em Caps M

Marc C's picture

Hi everybody,

I am presently reading a book call Le langage de la typographie (The complete typographer), I really like this book !

But there's something I dont understand about the em, they said you take the caps M and the width (la chasse) is suppose to be the same as the height. I maked the test with Myriad, Garamond etc and there's nothing liked that. Did I misunderstanding someting ?

Thanks

M

Don McCahill's picture

The cap M is only 1 em width in a very few fonts. Even fewer will have the cap N exactly 1 en in width.

The em is a horizontal dimension that varies with typesize. It is defined as being the same size as the pointsize of the face. Thus a em is 12 points wide in a 12 point font, but 24 points wide in a 24 point font. This makes it especially good for specifying paragraph indents, among other things.

(Also, when you are measuring a font, remember that you must measure the ascender, body, and descender space, and even then there might be a small additional amount of "side-bearing" white space around the characters.)

charles ellertson's picture

Perhaps History. I remember asking the owner of a shop that used Linotype Linecaster's -- which don't use an em system -- how wide an em-space was. "Why," he said, "the width of a capital 'M'".

Personally, I just don't remember just what got put in the magazines . . . We've all been working with em-based systems for so long.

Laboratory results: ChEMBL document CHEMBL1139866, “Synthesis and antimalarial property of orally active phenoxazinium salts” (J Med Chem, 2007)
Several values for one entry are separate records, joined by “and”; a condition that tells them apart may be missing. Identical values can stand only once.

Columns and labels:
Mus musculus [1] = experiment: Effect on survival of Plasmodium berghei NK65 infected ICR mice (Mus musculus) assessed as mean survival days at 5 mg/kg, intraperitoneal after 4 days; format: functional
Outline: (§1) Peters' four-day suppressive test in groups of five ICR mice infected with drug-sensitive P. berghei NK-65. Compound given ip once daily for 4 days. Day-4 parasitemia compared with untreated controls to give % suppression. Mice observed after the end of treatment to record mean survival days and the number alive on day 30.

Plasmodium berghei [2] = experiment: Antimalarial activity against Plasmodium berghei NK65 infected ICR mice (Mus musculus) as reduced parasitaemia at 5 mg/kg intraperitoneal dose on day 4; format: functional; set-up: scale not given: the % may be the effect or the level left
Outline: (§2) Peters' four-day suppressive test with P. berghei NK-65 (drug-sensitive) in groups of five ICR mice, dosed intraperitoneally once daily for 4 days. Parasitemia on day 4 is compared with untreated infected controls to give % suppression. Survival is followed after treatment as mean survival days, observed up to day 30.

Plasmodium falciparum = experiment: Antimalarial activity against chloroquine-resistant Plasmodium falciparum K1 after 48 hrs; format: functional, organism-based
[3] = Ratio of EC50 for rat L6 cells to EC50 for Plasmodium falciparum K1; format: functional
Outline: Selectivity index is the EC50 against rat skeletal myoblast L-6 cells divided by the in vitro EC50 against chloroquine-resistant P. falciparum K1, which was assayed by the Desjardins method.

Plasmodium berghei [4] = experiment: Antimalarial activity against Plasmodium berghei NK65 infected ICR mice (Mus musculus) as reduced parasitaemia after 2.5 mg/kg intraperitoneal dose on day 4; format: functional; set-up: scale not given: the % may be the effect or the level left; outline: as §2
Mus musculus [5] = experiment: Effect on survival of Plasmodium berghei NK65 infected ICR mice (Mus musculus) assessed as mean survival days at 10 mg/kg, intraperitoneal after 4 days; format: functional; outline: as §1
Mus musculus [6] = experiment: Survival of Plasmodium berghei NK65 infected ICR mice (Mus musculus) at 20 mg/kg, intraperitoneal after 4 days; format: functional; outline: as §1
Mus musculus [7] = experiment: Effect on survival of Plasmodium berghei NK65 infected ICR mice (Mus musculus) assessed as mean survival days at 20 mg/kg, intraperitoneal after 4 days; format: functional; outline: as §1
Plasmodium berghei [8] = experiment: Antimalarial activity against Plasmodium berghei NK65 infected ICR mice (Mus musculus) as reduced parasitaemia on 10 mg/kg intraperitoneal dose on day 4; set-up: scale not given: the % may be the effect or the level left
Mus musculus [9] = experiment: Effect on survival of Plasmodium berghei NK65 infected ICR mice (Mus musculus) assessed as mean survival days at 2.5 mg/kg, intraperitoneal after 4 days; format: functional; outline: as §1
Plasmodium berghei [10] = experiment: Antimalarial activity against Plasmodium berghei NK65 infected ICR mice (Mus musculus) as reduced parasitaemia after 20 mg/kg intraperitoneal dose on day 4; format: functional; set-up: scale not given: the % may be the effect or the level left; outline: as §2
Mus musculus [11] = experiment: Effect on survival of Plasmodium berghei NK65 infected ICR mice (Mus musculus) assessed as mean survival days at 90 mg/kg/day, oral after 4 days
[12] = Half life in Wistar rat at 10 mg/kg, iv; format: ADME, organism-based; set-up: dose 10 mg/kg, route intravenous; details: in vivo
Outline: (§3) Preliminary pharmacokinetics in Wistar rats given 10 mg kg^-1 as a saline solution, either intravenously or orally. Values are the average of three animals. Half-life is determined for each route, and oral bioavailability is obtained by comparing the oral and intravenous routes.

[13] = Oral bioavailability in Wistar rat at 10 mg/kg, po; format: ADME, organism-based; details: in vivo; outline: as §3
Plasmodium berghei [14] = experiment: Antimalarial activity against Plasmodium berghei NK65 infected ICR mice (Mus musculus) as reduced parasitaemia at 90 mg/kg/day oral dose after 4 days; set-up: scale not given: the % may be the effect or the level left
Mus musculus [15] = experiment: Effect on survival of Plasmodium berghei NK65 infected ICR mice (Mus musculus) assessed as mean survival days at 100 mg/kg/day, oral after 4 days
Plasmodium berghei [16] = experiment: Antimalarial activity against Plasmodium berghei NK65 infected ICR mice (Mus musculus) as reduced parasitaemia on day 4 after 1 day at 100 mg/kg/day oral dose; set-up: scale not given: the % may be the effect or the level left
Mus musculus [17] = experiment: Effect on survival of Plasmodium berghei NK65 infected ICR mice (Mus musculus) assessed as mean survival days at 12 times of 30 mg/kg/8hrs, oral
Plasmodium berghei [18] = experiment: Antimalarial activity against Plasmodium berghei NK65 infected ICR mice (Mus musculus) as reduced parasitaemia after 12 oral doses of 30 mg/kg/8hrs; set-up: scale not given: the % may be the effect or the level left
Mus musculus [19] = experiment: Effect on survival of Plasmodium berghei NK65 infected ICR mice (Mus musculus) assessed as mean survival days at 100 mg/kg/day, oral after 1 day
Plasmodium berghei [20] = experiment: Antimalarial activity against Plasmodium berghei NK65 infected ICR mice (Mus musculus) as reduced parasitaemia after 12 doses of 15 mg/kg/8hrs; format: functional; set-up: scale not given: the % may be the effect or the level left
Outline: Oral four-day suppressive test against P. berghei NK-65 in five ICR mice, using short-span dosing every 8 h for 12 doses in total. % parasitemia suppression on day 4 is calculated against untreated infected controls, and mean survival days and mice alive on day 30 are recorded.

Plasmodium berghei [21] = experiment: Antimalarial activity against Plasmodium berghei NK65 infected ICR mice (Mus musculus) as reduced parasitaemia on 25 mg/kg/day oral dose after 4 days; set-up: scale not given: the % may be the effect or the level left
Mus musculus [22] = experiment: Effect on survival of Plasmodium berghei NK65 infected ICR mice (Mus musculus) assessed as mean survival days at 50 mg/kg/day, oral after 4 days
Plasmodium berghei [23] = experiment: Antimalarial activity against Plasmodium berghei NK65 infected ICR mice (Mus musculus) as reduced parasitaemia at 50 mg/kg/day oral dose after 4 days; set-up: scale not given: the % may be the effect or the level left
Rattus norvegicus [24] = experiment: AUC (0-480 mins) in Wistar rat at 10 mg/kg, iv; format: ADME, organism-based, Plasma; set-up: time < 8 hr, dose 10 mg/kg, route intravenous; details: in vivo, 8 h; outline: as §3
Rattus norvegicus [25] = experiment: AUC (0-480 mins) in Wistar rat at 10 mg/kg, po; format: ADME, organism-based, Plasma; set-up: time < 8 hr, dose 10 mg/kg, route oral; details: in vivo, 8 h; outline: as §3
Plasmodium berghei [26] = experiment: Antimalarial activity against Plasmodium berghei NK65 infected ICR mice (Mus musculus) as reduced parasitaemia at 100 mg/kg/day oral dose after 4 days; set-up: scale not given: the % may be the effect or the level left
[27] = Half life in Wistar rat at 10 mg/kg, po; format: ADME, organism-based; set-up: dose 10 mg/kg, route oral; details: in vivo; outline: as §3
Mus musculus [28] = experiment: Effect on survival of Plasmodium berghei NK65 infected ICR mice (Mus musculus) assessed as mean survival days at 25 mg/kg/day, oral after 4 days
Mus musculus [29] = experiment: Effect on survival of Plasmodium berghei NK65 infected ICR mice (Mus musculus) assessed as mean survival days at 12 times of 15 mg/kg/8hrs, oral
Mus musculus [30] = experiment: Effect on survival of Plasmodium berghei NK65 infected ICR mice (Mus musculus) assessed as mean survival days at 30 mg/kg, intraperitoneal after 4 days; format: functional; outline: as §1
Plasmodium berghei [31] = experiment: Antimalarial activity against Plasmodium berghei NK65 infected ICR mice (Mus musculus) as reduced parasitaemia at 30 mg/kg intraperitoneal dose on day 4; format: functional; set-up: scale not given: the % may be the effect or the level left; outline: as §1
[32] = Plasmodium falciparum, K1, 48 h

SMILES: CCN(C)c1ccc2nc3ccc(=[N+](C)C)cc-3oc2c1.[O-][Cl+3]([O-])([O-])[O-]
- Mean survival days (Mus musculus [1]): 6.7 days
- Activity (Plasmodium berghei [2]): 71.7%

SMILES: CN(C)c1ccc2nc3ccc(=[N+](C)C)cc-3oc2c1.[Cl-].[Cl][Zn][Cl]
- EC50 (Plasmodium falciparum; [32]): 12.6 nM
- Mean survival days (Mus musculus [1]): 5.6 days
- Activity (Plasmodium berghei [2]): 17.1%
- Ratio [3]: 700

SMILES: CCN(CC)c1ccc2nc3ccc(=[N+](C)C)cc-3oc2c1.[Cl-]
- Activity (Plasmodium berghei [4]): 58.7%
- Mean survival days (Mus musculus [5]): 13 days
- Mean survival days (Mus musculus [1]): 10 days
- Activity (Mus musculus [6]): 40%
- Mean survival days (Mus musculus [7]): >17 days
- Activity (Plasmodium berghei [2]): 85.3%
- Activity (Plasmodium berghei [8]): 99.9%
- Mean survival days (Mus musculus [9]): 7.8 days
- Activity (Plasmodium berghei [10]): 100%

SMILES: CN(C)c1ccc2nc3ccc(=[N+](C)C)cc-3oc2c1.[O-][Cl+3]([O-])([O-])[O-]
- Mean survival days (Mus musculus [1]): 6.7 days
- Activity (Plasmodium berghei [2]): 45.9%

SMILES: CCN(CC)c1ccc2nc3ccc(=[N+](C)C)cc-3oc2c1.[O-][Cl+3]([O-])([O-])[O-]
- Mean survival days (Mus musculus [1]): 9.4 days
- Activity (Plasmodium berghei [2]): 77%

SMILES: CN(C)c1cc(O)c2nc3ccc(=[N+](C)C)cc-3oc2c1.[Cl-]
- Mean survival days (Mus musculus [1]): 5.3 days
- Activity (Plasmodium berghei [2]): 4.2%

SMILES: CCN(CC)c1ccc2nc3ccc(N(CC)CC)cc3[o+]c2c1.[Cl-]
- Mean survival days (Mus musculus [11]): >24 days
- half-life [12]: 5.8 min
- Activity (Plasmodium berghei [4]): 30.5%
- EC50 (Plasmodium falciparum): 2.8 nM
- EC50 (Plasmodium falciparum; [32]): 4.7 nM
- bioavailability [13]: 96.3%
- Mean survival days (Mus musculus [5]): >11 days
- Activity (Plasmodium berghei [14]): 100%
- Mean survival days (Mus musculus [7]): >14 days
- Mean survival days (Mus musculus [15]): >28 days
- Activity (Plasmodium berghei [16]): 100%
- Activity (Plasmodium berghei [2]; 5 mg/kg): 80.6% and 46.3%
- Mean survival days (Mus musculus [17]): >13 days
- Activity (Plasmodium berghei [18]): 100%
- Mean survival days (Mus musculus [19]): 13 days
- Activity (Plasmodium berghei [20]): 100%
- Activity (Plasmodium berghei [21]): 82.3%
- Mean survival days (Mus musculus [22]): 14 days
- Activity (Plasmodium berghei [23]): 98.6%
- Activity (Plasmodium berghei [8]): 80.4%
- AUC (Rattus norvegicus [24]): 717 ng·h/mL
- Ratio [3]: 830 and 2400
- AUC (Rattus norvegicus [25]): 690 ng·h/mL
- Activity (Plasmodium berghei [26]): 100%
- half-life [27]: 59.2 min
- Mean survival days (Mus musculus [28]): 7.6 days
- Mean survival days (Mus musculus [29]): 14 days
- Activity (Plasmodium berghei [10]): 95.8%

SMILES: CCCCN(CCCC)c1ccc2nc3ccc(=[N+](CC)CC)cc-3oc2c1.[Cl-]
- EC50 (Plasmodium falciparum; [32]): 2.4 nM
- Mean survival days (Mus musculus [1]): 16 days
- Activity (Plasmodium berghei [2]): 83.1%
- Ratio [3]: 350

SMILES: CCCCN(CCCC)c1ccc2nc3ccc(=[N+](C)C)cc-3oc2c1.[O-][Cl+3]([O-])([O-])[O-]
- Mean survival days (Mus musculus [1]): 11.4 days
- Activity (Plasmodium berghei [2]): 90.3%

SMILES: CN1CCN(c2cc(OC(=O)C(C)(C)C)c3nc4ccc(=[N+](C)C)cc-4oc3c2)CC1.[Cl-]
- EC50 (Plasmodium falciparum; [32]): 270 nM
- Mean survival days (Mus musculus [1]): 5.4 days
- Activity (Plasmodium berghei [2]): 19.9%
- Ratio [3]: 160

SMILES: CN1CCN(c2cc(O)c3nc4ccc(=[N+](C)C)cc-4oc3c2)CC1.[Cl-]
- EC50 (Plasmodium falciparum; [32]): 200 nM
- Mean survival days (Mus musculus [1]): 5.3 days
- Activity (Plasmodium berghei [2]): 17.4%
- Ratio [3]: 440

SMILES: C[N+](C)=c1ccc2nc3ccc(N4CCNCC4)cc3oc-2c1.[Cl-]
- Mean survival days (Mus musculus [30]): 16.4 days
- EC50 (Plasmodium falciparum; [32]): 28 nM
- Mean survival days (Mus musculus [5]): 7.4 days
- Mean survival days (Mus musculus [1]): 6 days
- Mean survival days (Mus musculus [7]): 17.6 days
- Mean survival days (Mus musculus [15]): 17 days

Emily's picture

I agree – it's not going anywhere. Ironically, the em is also widely used as a unit of type for CSS.

hrant's picture

Marc, that's a very old-fashioned concept.
And quite possibly it was never really true.

BTW, I have that book... in Spanish! :-)
It's a very useful work I think.

hhp

Marc C's picture

Thank's a lot guy's !!!

William Berkson's picture

Marc, with 1000 units per em, Adobe Garamond's M is 912 units wide, and Adobe Caslon's M is 981 wide.

Traditional seriffed M's did have approximately square bodies, hence the name for a body width space, which is square, is an 'em quad', and we continue to talk about the 'em' in digital type. For more than you ever wanted to know, see this thread: http://typophile.com/node/27742

Marc C's picture

Thanks William,

BTW, I would like to read the EULA in french, do you know where a can find it ?

William Berkson's picture

>the EULA

There are as many EULAs--End User License Agreements--as there are software publishers, I think. Among other places, you will certainly find French language EULAs at the sites of French type founderies, such as this one from the Typofonderie of J-F Porchez.

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